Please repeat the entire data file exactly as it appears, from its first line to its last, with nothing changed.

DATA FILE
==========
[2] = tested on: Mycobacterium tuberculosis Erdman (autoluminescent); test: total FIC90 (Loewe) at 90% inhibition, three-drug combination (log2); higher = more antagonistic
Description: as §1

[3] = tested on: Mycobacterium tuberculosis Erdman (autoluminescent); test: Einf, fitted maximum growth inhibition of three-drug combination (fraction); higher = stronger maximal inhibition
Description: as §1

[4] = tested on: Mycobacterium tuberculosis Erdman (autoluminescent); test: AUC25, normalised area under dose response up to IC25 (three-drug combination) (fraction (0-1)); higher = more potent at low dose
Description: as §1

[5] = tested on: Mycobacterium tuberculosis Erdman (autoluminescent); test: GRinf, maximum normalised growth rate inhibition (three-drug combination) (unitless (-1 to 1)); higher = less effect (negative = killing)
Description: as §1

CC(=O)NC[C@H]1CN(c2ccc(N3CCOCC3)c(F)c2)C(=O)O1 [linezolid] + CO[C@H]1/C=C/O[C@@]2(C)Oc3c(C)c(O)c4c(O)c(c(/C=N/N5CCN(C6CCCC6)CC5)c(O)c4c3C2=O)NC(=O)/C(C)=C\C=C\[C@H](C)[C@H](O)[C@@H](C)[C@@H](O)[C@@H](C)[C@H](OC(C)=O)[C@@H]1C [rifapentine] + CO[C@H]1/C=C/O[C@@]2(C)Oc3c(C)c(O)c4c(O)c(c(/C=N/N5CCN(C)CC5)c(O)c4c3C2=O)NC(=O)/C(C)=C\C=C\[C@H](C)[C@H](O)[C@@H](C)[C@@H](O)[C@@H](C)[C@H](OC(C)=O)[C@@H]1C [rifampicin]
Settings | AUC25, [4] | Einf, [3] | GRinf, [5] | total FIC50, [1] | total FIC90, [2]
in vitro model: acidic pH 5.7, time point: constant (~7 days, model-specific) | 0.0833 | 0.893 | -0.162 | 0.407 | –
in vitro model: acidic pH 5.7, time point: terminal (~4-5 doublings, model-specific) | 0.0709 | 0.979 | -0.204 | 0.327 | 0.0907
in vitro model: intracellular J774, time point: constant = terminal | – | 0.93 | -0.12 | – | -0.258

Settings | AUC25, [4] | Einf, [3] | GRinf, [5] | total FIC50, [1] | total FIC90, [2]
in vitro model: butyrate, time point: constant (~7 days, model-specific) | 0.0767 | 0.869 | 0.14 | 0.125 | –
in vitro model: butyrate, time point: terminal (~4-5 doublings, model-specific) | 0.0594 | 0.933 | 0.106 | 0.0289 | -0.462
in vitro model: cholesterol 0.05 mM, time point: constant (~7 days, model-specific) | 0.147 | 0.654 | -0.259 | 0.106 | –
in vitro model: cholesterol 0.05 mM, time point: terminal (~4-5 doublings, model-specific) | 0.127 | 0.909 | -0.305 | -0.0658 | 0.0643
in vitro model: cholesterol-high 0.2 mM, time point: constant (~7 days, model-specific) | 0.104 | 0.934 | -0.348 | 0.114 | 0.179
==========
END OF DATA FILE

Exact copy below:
[2] = tested on: Mycobacterium tuberculosis Erdman (autoluminescent); test: total FIC90 (Loewe) at 90% inhibition, three-drug combination (log2); higher = more antagonistic
Description: as §1

[3] = tested on: Mycobacterium tuberculosis Erdman (autoluminescent); test: Einf, fitted maximum growth inhibition of three-drug combination (fraction); higher = stronger maximal inhibition
Description: as §1

[4] = tested on: Mycobacterium tuberculosis Erdman (autoluminescent); test: AUC25, normalised area under dose response up to IC25 (three-drug combination) (fraction (0-1)); higher = more potent at low dose
Description: as §1

[5] = tested on: Mycobacterium tuberculosis Erdman (autoluminescent); test: GRinf, maximum normalised growth rate inhibition (three-drug combination) (unitless (-1 to 1)); higher = less effect (negative = killing)
Description: as §1

CC(=O)NC[C@H]1CN(c2ccc(N3CCOCC3)c(F)c2)C(=O)O1 [linezolid] + CO[C@H]1/C=C/O[C@@]2(C)Oc3c(C)c(O)c4c(O)c(c(/C=N/N5CCN(C6CCCC6)CC5)c(O)c4c3C2=O)NC(=O)/C(C)=C\C=C\[C@H](C)[C@H](O)[C@@H](C)[C@@H](O)[C@@H](C)[C@H](OC(C)=O)[C@@H]1C [rifapentine] + CO[C@H]1/C=C/O[C@@]2(C)Oc3c(C)c(O)c4c(O)c(c(/C=N/N5CCN(C)CC5)c(O)c4c3C2=O)NC(=O)/C(C)=C\C=C\[C@H](C)[C@H](O)[C@@H](C)[C@@H](O)[C@@H](C)[C@H](OC(C)=O)[C@@H]1C [rifampicin]
Settings | AUC25, [4] | Einf, [3] | GRinf, [5] | total FIC50, [1] | total FIC90, [2]
in vitro model: acidic pH 5.7, time point: constant (~7 days, model-specific) | 0.0833 | 0.893 | -0.162 | 0.407 | –
in vitro model: acidic pH 5.7, time point: terminal (~4-5 doublings, model-specific) | 0.0709 | 0.979 | -0.204 | 0.327 | 0.0907
in vitro model: intracellular J774, time point: constant = terminal | – | 0.93 | -0.12 | – | -0.258

Settings | AUC25, [4] | Einf, [3] | GRinf, [5] | total FIC50, [1] | total FIC90, [2]
in vitro model: butyrate, time point: constant (~7 days, model-specific) | 0.0767 | 0.869 | 0.14 | 0.125 | –
in vitro model: butyrate, time point: terminal (~4-5 doublings, model-specific) | 0.0594 | 0.933 | 0.106 | 0.0289 | -0.462
in vitro model: cholesterol 0.05 mM, time point: constant (~7 days, model-specific) | 0.147 | 0.654 | -0.259 | 0.106 | –
in vitro model: cholesterol 0.05 mM, time point: terminal (~4-5 doublings, model-specific) | 0.127 | 0.909 | -0.305 | -0.0658 | 0.0643
in vitro model: cholesterol-high 0.2 mM, time point: constant (~7 days, model-specific) | 0.104 | 0.934 | -0.348 | 0.114 | 0.179